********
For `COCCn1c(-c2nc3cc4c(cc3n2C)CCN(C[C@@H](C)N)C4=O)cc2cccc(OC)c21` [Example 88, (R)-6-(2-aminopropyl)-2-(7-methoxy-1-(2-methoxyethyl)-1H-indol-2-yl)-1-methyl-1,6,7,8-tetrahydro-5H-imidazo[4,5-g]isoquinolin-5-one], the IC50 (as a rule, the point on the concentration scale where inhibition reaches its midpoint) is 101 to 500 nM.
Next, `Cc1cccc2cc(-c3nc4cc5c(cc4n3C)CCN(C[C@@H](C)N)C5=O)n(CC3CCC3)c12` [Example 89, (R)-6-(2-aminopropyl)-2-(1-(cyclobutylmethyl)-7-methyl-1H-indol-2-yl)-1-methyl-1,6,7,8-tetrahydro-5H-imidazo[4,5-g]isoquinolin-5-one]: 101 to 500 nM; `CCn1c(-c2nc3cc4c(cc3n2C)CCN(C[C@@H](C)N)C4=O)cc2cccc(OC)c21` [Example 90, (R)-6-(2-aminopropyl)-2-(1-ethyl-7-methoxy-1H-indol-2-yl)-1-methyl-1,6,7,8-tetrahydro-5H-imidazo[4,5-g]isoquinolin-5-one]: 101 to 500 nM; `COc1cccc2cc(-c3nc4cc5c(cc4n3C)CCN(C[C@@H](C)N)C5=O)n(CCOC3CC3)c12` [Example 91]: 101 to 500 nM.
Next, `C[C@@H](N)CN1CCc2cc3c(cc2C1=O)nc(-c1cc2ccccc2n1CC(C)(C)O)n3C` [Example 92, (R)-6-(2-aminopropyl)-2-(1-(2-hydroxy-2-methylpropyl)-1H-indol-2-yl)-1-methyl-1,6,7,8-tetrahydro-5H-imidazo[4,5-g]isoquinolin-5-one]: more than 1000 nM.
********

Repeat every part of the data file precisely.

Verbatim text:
For `COCCn1c(-c2nc3cc4c(cc3n2C)CCN(C[C@@H](C)N)C4=O)cc2cccc(OC)c21` [Example 88, (R)-6-(2-aminopropyl)-2-(7-methoxy-1-(2-methoxyethyl)-1H-indol-2-yl)-1-methyl-1,6,7,8-tetrahydro-5H-imidazo[4,5-g]isoquinolin-5-one], the IC50 (as a rule, the point on the concentration scale where inhibition reaches its midpoint) is 101 to 500 nM.
Next, `Cc1cccc2cc(-c3nc4cc5c(cc4n3C)CCN(C[C@@H](C)N)C5=O)n(CC3CCC3)c12` [Example 89, (R)-6-(2-aminopropyl)-2-(1-(cyclobutylmethyl)-7-methyl-1H-indol-2-yl)-1-methyl-1,6,7,8-tetrahydro-5H-imidazo[4,5-g]isoquinolin-5-one]: 101 to 500 nM; `CCn1c(-c2nc3cc4c(cc3n2C)CCN(C[C@@H](C)N)C4=O)cc2cccc(OC)c21` [Example 90, (R)-6-(2-aminopropyl)-2-(1-ethyl-7-methoxy-1H-indol-2-yl)-1-methyl-1,6,7,8-tetrahydro-5H-imidazo[4,5-g]isoquinolin-5-one]: 101 to 500 nM; `COc1cccc2cc(-c3nc4cc5c(cc4n3C)CCN(C[C@@H](C)N)C5=O)n(CCOC3CC3)c12` [Example 91]: 101 to 500 nM.
Next, `C[C@@H](N)CN1CCc2cc3c(cc2C1=O)nc(-c1cc2ccccc2n1CC(C)(C)O)n3C` [Example 92, (R)-6-(2-aminopropyl)-2-(1-(2-hydroxy-2-methylpropyl)-1H-indol-2-yl)-1-methyl-1,6,7,8-tetrahydro-5H-imidazo[4,5-g]isoquinolin-5-one]: more than 1000 nM.